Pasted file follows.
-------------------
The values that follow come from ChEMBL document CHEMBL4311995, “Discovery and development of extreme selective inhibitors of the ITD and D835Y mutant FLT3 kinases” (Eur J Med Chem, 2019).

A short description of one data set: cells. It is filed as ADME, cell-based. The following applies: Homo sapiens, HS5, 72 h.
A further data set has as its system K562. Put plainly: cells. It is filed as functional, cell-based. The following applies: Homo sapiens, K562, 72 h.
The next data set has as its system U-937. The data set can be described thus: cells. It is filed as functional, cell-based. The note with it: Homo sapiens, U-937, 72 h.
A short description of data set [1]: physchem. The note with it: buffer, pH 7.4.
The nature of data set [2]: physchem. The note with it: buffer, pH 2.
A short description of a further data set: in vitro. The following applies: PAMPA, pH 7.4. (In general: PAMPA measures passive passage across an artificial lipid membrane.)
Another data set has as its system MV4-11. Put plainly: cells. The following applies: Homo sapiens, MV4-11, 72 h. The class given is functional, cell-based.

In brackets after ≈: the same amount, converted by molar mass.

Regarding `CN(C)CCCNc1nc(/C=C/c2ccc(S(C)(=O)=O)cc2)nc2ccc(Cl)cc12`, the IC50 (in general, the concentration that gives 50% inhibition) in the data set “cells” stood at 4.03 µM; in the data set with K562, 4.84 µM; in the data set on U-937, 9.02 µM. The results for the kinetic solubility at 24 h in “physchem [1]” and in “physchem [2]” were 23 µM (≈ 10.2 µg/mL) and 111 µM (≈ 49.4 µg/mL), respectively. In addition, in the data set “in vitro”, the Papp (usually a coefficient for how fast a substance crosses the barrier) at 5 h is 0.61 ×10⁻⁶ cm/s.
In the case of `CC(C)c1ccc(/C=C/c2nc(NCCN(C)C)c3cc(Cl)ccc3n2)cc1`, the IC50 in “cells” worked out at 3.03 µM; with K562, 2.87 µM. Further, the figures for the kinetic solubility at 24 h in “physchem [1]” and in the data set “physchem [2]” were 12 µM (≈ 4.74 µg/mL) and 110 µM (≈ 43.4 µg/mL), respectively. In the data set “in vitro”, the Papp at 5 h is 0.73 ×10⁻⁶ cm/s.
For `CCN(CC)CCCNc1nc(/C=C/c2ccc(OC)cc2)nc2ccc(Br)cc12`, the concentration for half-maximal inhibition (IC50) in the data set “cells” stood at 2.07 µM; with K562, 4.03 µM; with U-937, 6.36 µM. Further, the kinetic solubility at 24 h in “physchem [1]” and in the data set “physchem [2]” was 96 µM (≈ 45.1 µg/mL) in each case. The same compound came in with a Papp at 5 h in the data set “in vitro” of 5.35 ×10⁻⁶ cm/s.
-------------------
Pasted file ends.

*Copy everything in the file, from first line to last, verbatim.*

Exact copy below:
The values that follow come from ChEMBL document CHEMBL4311995, “Discovery and development of extreme selective inhibitors of the ITD and D835Y mutant FLT3 kinases” (Eur J Med Chem, 2019).

A short description of one data set: cells. It is filed as ADME, cell-based. The following applies: Homo sapiens, HS5, 72 h.
A further data set has as its system K562. Put plainly: cells. It is filed as functional, cell-based. The following applies: Homo sapiens, K562, 72 h.
The next data set has as its system U-937. The data set can be described thus: cells. It is filed as functional, cell-based. The note with it: Homo sapiens, U-937, 72 h.
A short description of data set [1]: physchem. The note with it: buffer, pH 7.4.
The nature of data set [2]: physchem. The note with it: buffer, pH 2.
A short description of a further data set: in vitro. The following applies: PAMPA, pH 7.4. (In general: PAMPA measures passive passage across an artificial lipid membrane.)
Another data set has as its system MV4-11. Put plainly: cells. The following applies: Homo sapiens, MV4-11, 72 h. The class given is functional, cell-based.

In brackets after ≈: the same amount, converted by molar mass.

Regarding `CN(C)CCCNc1nc(/C=C/c2ccc(S(C)(=O)=O)cc2)nc2ccc(Cl)cc12`, the IC50 (in general, the concentration that gives 50% inhibition) in the data set “cells” stood at 4.03 µM; in the data set with K562, 4.84 µM; in the data set on U-937, 9.02 µM. The results for the kinetic solubility at 24 h in “physchem [1]” and in “physchem [2]” were 23 µM (≈ 10.2 µg/mL) and 111 µM (≈ 49.4 µg/mL), respectively. In addition, in the data set “in vitro”, the Papp (usually a coefficient for how fast a substance crosses the barrier) at 5 h is 0.61 ×10⁻⁶ cm/s.
In the case of `CC(C)c1ccc(/C=C/c2nc(NCCN(C)C)c3cc(Cl)ccc3n2)cc1`, the IC50 in “cells” worked out at 3.03 µM; with K562, 2.87 µM. Further, the figures for the kinetic solubility at 24 h in “physchem [1]” and in the data set “physchem [2]” were 12 µM (≈ 4.74 µg/mL) and 110 µM (≈ 43.4 µg/mL), respectively. In the data set “in vitro”, the Papp at 5 h is 0.73 ×10⁻⁶ cm/s.
For `CCN(CC)CCCNc1nc(/C=C/c2ccc(OC)cc2)nc2ccc(Br)cc12`, the concentration for half-maximal inhibition (IC50) in the data set “cells” stood at 2.07 µM; with K562, 4.03 µM; with U-937, 6.36 µM. Further, the kinetic solubility at 24 h in “physchem [1]” and in the data set “physchem [2]” was 96 µM (≈ 45.1 µg/mL) in each case. The same compound came in with a Papp at 5 h in the data set “in vitro” of 5.35 ×10⁻⁶ cm/s.